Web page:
The subject crash occurred on takeoff from Pearce Field, Lower Lake, Lake County. At the time of the crash, the plane was carrying persons in aaddition to Merrick, the pilot. Yolanda Theresa was on board, apparently acting as co-pilot, along with Jan B. Willis, who was a paying passenger. There were no fatalities or personal injuries.
Willis had chartered the airplane for a business trip from Clearlake, Lake County, to Sacramento. Willis agreed to pay Merrick $90.00 for the service. Willis' employer, American Line Builders, Inc., was to pay the bill. Willis had previously chartered other flights with Merrick as the pilot. Each time, American Line Builders paid for the service.
The policy contained the following exclusion: “PURPOSE(S) OF USE: The aircraft will be used for the purpose(s) indicated by “X”
“X (a) ‘Pleasure and Business' The term ‘Pleasure and Business' is defined as Personal and Pleasure use and use in direct connection with the insured's business, excluding any operation for which a charge is made.”
Respondent's motion for summary judgment addressed only the first cause of action in its complaint, reasoning that a successful summary judgment in that cause of action would render the remaining seven causes of action moot. The first cause of action is directed to the “Purposes of Use” exclusion. Respondent argued in its Motion for Summary Judgment that because Merrick had a paying passenger on board at the time of the crash, coverage under the policy was properly excluded and thus respondent had no liability regarding the payment of damages.
Appellant's affirmative defenses were based on estoppel or assumption of risk. In essence, appellant argued that respondent was estopped to deny liability under the exclusionary clause. Appellant asserted that it had relied upon Pik*West's inclusion of Merrick as a qualified pilot in the pilot clause endorsement in delivering the plane into his possession.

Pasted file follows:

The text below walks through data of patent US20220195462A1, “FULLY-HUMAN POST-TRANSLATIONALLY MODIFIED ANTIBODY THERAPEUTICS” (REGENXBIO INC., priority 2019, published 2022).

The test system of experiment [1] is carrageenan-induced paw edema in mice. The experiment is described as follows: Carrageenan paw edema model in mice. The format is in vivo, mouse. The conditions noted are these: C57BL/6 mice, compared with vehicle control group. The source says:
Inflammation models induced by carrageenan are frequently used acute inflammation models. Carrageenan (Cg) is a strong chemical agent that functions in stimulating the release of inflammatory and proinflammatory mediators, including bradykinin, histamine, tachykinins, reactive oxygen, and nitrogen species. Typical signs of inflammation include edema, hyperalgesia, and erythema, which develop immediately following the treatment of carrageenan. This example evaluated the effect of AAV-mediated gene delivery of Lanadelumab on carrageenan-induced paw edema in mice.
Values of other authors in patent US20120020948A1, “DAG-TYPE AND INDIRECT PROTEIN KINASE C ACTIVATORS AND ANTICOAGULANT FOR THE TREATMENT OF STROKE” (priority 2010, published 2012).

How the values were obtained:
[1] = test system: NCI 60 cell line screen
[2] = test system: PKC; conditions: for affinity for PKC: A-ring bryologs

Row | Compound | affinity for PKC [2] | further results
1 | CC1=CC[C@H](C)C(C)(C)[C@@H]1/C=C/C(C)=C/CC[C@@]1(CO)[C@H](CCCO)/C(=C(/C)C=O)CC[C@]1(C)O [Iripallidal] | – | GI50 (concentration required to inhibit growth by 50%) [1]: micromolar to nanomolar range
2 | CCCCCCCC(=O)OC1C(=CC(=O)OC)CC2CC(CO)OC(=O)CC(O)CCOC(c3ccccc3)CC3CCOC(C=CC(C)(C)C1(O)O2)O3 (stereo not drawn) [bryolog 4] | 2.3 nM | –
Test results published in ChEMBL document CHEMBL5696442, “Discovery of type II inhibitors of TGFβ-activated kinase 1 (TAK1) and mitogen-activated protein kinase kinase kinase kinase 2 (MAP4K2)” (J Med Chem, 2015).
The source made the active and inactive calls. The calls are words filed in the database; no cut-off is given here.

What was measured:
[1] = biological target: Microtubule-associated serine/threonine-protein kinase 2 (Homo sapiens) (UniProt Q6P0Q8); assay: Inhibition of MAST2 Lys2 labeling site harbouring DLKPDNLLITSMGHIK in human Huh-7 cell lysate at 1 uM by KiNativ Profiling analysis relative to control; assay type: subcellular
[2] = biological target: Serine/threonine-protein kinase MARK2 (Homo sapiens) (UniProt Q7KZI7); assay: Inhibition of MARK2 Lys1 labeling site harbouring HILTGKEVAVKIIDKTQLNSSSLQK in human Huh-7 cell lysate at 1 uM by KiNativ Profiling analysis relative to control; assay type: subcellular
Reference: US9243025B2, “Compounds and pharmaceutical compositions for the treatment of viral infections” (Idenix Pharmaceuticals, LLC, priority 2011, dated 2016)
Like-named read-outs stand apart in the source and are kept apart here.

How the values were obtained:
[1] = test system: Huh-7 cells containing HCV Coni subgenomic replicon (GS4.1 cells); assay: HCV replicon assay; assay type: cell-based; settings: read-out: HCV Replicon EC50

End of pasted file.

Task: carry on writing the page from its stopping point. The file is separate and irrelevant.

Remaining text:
Appellant claimed that Merrick had represented to Pik*West that he was qualified to fly the plane. Appellant reasoned that had Pik*West investigated Merrick's qualifications as a pilot, it would have discovered that Merrick in fact did not have the requisite qualifications as detailed in the pilot clause endorsement. Had Pik*West investigated Merrick's qualifications, appellant argued, it would not have included Merrick on the policy, and thus Peltier would not have given him possession of the plane. Without possession of the plane, Merrick would not have had the opportunity to crash it during charter operations. Appellant thus argued that the failure to investigate was the proximate cause of the loss.
At this juncture we observe that appellant's memorandum in opposition to the summary judgment motion makes various assertions as to the existence of facts and the occurrence of events. Appellant failed, however, to support any of these assertions by filing declarations or affidavits in support of its opposition. Appellant repeats these assertions in its opening brief in support of its arguments on appeal. Even though these assertions have not been disputed by respondent, they are nevertheless not properly before this court as admissible evidence.